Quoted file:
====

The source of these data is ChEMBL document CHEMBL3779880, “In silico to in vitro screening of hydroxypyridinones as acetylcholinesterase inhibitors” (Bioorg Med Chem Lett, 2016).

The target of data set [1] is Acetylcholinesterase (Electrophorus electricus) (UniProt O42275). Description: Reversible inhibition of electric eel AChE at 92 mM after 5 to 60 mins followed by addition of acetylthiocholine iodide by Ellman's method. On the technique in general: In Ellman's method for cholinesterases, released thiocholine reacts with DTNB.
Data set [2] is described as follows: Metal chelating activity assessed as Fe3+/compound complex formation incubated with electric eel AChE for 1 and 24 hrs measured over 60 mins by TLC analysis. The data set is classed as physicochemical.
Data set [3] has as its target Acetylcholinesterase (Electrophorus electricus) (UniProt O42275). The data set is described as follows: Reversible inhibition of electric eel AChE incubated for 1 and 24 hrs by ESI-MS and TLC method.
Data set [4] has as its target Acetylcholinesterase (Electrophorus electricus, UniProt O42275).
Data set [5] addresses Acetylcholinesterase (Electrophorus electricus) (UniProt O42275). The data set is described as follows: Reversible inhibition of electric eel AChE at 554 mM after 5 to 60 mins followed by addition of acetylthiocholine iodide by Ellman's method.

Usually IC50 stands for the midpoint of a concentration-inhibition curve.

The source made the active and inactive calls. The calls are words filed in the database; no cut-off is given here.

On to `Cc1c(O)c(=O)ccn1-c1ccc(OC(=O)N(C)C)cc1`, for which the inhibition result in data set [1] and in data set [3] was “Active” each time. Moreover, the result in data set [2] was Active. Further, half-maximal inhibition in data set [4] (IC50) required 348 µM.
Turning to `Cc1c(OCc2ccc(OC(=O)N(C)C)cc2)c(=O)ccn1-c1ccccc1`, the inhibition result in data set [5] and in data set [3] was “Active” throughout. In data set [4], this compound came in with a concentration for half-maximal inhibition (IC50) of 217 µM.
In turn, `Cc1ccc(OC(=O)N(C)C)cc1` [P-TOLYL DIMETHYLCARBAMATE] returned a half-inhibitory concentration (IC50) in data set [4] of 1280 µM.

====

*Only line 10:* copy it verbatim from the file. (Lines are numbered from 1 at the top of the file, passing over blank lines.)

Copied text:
Turning to `Cc1c(OCc2ccc(OC(=O)N(C)C)cc2)c(=O)ccn1-c1ccccc1`, the inhibition result in data set [5] and in data set [3] was “Active” throughout. In data set [4], this compound came in with a concentration for half-maximal inhibition (IC50) of 217 µM.